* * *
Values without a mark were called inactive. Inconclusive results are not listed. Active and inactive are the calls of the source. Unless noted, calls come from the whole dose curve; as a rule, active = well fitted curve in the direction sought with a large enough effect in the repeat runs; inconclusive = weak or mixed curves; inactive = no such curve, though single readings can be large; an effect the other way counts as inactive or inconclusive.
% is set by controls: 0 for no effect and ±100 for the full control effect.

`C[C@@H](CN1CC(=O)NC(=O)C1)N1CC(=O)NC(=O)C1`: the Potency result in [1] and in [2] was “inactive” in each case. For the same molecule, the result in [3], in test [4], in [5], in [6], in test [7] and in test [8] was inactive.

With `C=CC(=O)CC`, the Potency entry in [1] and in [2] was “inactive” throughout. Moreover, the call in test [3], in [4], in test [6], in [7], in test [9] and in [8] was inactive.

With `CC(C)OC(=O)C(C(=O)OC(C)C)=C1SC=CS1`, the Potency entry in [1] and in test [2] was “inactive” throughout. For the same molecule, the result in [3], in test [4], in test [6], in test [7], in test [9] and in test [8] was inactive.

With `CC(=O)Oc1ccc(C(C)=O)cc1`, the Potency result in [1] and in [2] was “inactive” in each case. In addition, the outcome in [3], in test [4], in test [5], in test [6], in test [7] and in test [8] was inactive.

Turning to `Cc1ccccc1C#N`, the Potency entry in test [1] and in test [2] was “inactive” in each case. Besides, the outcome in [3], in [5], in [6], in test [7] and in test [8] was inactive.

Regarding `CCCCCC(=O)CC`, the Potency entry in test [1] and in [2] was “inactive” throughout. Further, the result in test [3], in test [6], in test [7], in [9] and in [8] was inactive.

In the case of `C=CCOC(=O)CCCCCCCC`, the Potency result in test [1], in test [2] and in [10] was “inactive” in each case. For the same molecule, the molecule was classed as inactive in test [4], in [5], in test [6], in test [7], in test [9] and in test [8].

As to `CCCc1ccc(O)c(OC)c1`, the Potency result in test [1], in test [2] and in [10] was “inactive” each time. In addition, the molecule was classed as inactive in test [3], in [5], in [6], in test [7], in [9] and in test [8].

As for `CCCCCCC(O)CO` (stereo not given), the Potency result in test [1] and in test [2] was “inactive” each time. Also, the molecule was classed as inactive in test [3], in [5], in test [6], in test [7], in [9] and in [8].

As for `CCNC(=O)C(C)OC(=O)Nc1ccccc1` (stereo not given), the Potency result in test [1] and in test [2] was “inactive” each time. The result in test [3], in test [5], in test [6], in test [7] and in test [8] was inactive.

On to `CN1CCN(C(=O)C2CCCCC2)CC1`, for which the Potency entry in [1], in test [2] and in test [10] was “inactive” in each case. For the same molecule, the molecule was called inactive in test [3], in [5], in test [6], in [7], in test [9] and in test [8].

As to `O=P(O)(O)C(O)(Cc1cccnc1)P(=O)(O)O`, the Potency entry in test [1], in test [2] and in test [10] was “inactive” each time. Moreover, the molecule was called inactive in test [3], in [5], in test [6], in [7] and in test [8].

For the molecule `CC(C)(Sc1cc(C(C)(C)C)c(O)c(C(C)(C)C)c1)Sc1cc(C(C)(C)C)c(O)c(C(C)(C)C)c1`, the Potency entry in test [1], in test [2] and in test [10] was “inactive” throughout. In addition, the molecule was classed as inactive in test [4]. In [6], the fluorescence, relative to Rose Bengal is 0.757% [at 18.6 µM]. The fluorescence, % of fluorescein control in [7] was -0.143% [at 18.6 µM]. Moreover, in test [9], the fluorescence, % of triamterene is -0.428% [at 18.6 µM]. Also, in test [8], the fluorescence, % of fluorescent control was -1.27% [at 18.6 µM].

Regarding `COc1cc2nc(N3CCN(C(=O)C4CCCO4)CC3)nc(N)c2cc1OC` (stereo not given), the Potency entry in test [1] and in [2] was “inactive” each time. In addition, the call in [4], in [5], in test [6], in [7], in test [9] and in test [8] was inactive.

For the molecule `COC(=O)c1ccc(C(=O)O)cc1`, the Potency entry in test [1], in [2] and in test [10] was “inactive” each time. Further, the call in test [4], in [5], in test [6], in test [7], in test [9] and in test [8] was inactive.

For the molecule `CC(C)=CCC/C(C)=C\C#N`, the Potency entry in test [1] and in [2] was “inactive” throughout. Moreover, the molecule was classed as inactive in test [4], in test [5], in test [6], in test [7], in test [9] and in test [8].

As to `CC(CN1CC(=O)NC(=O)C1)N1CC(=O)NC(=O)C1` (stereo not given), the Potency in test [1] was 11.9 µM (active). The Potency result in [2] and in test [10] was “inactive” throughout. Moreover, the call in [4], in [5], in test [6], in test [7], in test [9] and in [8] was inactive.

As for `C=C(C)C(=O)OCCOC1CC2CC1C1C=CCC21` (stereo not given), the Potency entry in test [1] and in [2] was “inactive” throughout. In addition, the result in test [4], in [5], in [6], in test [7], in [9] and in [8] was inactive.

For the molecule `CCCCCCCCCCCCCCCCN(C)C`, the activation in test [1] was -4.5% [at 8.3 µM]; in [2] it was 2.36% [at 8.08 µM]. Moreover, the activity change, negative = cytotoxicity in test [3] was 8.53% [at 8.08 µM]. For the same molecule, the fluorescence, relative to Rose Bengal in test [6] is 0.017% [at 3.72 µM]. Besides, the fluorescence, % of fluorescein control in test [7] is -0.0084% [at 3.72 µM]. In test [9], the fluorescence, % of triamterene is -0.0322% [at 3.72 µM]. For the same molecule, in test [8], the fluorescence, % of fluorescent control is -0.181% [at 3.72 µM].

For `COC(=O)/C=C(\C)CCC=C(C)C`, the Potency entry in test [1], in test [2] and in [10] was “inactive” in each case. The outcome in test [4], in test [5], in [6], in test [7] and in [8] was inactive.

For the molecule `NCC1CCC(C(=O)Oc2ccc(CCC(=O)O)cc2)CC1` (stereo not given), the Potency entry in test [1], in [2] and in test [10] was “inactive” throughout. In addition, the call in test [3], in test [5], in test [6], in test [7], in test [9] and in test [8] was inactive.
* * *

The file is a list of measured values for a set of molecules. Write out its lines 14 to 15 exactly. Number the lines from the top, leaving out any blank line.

As to `O=P(O)(O)C(O)(Cc1cccnc1)P(=O)(O)O`, the Potency entry in test [1], in test [2] and in test [10] was “inactive” each time. Moreover, the molecule was called inactive in test [3], in [5], in test [6], in [7] and in test [8].

For the molecule `CC(C)(Sc1cc(C(C)(C)C)c(O)c(C(C)(C)C)c1)Sc1cc(C(C)(C)C)c(O)c(C(C)(C)C)c1`, the Potency entry in test [1], in test [2] and in test [10] was “inactive” throughout. In addition, the molecule was classed as inactive in test [4]. In [6], the fluorescence, relative to Rose Bengal is 0.757% [at 18.6 µM]. The fluorescence, % of fluorescein control in [7] was -0.143% [at 18.6 µM]. Moreover, in test [9], the fluorescence, % of triamterene is -0.428% [at 18.6 µM]. Also, in test [8], the fluorescence, % of fluorescent control was -1.27% [at 18.6 µM].